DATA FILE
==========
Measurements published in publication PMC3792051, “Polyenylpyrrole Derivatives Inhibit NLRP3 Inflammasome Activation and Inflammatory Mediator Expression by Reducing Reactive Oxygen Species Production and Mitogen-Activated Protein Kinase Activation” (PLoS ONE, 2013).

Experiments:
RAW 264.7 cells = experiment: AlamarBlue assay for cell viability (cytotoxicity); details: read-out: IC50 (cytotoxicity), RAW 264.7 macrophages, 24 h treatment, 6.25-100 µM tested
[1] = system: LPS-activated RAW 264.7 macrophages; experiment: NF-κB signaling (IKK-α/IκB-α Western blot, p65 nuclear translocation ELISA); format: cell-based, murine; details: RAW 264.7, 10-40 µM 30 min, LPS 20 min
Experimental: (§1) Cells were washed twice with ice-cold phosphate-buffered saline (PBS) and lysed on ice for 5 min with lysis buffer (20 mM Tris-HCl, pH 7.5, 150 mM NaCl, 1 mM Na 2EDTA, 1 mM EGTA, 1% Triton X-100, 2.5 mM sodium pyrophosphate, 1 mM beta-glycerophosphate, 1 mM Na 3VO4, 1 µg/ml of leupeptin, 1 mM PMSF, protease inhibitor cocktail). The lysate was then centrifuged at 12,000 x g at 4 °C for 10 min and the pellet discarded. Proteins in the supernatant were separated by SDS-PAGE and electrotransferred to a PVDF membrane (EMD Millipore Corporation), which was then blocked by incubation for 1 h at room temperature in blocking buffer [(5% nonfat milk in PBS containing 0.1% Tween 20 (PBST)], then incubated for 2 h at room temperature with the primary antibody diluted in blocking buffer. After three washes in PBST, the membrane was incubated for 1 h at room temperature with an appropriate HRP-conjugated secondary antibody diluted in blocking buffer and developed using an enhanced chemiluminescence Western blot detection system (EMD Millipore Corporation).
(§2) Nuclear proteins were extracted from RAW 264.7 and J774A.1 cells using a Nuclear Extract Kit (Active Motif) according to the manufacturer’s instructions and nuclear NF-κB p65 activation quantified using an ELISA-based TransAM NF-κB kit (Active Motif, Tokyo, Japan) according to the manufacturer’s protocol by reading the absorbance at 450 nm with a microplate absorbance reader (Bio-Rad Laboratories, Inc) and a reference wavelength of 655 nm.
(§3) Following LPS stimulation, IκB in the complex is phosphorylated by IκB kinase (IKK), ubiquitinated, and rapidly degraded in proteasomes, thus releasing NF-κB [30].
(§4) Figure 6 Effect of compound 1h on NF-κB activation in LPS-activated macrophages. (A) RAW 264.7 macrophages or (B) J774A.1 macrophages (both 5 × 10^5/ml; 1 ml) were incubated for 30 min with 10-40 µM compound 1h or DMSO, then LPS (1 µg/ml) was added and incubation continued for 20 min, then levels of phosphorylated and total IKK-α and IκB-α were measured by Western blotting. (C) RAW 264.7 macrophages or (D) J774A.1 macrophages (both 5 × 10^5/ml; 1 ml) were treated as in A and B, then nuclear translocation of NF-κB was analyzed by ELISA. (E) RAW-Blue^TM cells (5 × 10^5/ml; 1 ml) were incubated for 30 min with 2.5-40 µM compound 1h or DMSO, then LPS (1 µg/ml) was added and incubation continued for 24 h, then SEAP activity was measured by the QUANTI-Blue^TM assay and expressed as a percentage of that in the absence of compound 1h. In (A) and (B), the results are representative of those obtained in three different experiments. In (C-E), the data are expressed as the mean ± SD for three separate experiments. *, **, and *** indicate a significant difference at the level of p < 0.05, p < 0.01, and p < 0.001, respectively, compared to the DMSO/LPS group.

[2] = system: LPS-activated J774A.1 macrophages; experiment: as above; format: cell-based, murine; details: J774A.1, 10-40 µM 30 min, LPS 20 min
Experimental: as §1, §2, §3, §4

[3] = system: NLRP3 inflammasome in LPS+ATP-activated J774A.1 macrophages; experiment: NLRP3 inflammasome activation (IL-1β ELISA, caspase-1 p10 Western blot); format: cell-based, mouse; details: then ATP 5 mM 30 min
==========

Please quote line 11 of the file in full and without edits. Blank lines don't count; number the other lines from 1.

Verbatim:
[3] = system: NLRP3 inflammasome in LPS+ATP-activated J774A.1 macrophages; experiment: NLRP3 inflammasome activation (IL-1β ELISA, caspase-1 p10 Western blot); format: cell-based, mouse; details: then ATP 5 mM 30 min